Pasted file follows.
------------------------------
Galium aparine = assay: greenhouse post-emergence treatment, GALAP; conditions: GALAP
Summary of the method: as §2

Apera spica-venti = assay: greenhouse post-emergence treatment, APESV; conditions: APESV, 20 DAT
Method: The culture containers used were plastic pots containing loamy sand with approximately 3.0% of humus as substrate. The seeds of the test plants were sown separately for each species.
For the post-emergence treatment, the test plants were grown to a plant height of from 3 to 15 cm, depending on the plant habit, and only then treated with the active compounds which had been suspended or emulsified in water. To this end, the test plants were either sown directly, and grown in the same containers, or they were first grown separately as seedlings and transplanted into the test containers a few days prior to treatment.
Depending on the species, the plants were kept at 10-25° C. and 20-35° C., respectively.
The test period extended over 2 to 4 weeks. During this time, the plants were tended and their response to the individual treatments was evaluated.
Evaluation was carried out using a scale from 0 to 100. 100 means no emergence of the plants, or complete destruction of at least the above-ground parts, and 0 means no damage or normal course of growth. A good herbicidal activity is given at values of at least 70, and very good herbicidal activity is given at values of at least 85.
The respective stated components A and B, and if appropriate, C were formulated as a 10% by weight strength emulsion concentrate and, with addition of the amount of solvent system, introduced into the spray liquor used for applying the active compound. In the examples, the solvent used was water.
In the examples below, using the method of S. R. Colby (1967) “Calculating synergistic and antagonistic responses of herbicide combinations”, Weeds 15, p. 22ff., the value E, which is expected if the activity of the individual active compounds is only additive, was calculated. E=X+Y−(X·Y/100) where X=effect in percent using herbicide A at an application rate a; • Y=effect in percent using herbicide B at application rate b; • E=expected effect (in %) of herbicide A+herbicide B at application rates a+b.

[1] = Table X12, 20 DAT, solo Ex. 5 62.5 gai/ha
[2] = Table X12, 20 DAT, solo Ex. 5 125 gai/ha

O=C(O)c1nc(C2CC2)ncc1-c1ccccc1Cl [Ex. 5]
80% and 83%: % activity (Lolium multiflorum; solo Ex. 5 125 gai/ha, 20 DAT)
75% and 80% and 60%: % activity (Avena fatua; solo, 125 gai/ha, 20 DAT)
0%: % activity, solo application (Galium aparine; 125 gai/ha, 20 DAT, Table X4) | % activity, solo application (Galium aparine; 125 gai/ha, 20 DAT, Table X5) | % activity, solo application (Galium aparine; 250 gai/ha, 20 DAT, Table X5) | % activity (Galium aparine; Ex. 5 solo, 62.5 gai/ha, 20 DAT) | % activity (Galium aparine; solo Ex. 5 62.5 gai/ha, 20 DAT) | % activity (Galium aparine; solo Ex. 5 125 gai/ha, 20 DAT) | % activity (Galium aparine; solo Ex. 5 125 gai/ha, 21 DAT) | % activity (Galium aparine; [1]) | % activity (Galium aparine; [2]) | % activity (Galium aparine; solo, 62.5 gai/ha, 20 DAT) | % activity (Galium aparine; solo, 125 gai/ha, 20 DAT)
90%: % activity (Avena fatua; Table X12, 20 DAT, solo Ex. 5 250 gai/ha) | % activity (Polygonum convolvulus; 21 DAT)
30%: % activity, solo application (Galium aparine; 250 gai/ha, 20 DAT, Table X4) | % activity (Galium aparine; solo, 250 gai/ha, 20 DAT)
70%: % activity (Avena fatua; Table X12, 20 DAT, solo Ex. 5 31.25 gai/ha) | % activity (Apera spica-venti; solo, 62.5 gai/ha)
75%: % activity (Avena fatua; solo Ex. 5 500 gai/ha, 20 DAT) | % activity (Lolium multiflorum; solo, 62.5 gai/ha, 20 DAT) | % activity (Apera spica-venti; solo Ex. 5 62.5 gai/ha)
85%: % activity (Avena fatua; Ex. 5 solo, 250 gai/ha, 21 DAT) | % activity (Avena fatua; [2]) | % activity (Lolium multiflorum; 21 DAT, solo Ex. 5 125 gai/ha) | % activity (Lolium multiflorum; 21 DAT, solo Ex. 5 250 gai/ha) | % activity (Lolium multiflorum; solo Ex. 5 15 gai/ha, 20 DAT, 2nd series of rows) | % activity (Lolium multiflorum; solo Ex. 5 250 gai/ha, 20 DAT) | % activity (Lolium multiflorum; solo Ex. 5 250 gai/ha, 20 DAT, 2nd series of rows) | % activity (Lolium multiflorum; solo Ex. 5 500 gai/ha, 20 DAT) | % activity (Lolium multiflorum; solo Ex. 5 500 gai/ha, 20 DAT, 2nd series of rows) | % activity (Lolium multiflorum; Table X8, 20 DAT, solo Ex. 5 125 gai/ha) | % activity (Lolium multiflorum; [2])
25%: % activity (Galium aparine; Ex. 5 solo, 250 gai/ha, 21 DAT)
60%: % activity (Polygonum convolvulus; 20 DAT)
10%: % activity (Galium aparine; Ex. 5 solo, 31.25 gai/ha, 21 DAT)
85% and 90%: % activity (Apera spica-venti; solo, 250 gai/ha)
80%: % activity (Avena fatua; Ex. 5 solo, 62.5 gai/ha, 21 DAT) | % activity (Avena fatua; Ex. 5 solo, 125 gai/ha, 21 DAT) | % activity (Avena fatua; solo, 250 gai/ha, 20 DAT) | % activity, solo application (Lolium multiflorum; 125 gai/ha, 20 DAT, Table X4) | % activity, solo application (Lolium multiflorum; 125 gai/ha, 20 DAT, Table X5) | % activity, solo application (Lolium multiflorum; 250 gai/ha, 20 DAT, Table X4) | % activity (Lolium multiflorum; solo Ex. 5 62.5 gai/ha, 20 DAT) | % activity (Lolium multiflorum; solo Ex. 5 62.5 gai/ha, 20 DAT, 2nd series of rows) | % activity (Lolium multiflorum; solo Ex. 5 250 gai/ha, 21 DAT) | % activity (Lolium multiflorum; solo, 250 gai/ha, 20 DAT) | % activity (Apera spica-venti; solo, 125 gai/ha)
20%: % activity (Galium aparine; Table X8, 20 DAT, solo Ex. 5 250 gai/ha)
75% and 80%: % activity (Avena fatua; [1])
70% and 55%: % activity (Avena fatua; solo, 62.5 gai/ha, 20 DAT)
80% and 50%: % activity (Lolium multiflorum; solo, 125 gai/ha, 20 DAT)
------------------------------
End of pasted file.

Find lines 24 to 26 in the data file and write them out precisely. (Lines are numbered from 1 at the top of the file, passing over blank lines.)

10%: % activity (Galium aparine; Ex. 5 solo, 31.25 gai/ha, 21 DAT)
85% and 90%: % activity (Apera spica-venti; solo, 250 gai/ha)
80%: % activity (Avena fatua; Ex. 5 solo, 62.5 gai/ha, 21 DAT) | % activity (Avena fatua; Ex. 5 solo, 125 gai/ha, 21 DAT) | % activity (Avena fatua; solo, 250 gai/ha, 20 DAT) | % activity, solo application (Lolium multiflorum; 125 gai/ha, 20 DAT, Table X4) | % activity, solo application (Lolium multiflorum; 125 gai/ha, 20 DAT, Table X5) | % activity, solo application (Lolium multiflorum; 250 gai/ha, 20 DAT, Table X4) | % activity (Lolium multiflorum; solo Ex. 5 62.5 gai/ha, 20 DAT) | % activity (Lolium multiflorum; solo Ex. 5 62.5 gai/ha, 20 DAT, 2nd series of rows) | % activity (Lolium multiflorum; solo Ex. 5 250 gai/ha, 21 DAT) | % activity (Lolium multiflorum; solo, 250 gai/ha, 20 DAT) | % activity (Apera spica-venti; solo, 125 gai/ha)